Govt may announce dual pricing policy for diesel
Bulk users and industries may no longer be able to use subsidised diesel as the government may announce a dual pricing policy for the fuel.
The proposed policy would restrict supply of subsidised diesel to public transport, railways and the agricultural sector.
Other bulk users such as power producers, marine sector, special economic zones (SEZ), export-oriented units (EoU) and defence establishments may have to pay market rates. A section of policy makers is even in favour of charging the fuel���s market price from the diesel-run luxury cars.
It is learnt from official sources that petroleum minister Murli Deora, who was earlier apprehensive of having a dual pricing policy ��� due to implementation problems ��� has now agreed to take necessary steps to curb diversion of the highly-subsidised diesel.
The government has swung into action after diesel demand soared 17-20%, leading to an under-recovery of estimated Rs 1,30,976 crore in the fiscal year. It is found that subsidised diesel, being cheaper than other industrial fuels such as naphtha and furnace oil (FO), is largely used for power generation.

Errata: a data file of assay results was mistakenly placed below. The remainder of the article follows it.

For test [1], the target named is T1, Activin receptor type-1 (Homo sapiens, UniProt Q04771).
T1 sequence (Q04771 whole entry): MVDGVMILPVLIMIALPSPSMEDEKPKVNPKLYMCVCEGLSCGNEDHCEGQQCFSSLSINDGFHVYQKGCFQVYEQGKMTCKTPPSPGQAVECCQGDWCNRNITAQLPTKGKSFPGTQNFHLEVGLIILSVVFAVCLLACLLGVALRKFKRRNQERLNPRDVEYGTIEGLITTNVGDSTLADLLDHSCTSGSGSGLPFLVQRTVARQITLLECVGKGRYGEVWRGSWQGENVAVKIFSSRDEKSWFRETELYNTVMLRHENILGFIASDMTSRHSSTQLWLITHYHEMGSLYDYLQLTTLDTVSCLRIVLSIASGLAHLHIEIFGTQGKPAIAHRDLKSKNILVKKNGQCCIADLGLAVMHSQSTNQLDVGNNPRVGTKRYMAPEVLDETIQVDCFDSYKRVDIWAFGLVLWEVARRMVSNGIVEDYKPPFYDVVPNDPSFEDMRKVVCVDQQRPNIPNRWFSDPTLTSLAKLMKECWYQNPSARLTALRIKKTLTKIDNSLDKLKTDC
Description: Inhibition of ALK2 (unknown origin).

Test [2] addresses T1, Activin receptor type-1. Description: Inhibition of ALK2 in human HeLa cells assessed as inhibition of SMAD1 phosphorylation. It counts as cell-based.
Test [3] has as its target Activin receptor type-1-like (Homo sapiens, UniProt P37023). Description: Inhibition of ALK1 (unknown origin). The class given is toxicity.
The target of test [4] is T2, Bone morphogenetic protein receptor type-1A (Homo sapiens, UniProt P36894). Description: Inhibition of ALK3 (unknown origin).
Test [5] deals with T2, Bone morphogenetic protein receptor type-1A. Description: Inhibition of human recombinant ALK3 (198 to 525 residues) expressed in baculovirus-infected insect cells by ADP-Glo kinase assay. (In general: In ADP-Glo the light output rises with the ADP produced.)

While diesel is selling at Rs 42,000 per tonne, naphtha is selling at Rs 55,000 per tonne. Naphtha, thus, proves to be a more expensive fuel when compared to diesel. Industry analysts say the subsidies being provided by the government ��� currently at Rs 13 per litre ��� is being diverted to customers who can afford to pay market prices.
The proposed move is expected to charge a market price for 13% diesel consumed in the country. This would save Rs 10,000 crore in a year, sources said. Diesel is sold in Delhi at Rs 34.86 per litre.
The oil ministry is also in favour of charging market rates for fuel supplied to diesel-run private vehicles and swanky sports utility vehicles.
As its implementation is considered impractical, alternatively, officials have suggested imposing substantially-high import duty and excise duty on such vehicles to dissuade people from buying diesel-run fuel-guzzling cars. ���The objective of the tax should not be revenue generation, but the tax would dissuade use of diesel cars,��� an official said.